PESHAWAR, March 30: The Khyber Pakhtunkhwa Textbook Board (KPTB) has prepared new curriculum for the secondary school classes and removed material that could cause hatred and biases in the society. However, there would be no change in Islamiat and English courses.
“We hope the new subject material will promote harmony and tolerance in the society,” said KPTB chairman Dr Fazlur Rahim Marwat. The new textbooks have been designed in the light of curriculum approved in 2006, he said. The initiative has been taken from grade-9 subjects and the students would have new textbooks with the commencement of new academic year next month, he said, adding that new textbooks for grade-10 would be introduced in 2013.
Mr Marwat said that the textbooks of all subjects, except Islamiat and English, being taught in secondary school certificate (SSC) classes had been changed.
“The decision to bring changes in English and Islamiat courses has been withdrawn after some religious groups expressed their reservations,” he said.The KPTB chairman said that the new curriculum had been set in a manner that it would discourage rote learning while students would not be completely dependent on teachers, as the books had been made interesting to engage the students. “The new courses are designed in such a way that students will systematically progress from simple to complex topics so as to keep their interest in study intact,” he said. If the courses were too simple then students would lose interest in learning, Mr Marwat added.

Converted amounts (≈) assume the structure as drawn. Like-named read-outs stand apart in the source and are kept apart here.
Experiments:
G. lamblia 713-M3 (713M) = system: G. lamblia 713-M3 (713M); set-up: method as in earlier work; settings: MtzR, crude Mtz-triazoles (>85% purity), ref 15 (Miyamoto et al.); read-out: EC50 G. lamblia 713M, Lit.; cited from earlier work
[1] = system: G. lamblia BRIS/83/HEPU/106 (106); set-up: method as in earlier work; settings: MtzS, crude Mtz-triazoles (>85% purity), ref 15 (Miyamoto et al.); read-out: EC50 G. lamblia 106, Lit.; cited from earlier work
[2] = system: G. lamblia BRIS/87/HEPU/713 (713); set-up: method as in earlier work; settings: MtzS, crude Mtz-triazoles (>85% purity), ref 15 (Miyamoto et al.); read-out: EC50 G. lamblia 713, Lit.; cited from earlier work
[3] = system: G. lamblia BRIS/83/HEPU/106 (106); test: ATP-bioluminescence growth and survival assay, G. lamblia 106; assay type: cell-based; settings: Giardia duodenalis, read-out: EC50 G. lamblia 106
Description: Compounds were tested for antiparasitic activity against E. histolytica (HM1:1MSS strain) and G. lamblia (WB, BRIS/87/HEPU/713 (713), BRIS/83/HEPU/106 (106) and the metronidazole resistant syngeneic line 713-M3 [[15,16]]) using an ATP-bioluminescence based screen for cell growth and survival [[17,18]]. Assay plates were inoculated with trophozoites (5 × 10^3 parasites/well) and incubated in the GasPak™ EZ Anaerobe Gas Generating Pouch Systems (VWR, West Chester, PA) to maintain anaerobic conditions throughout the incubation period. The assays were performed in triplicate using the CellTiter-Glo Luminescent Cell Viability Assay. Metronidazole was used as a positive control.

The new curriculum was focused on clearing concepts of the students, as it was noted that most of the students had been appearing in the examinations without a clear understanding of many topics. Such students were often found in trouble whenever pattern of papers was changed, he said.
Regarding the science subjects, he said that the overall goal of science education was to develop scientific literacy. The new curriculum of science subjects would provide students a sound foundation in science that would create opportunities for them to pursue progressively higher studies, prepare them for science-related occupations, and engage in science-related activities of their interests and abilities, he said. The board chairman maintained that the new course was focused on developing varying aptitudes and interests in the students. It was also about the knowledge of a wide variety of careers related to science, technology and environment. Mr Marwat said that study of the course would enable the students to critically address social, economic, ethical and environmental issues related to science and technology. Besides, it would generate curiosity among them about scientific and technological endeavours, as all material in the new science subjects was activity-based, he said.–Dawn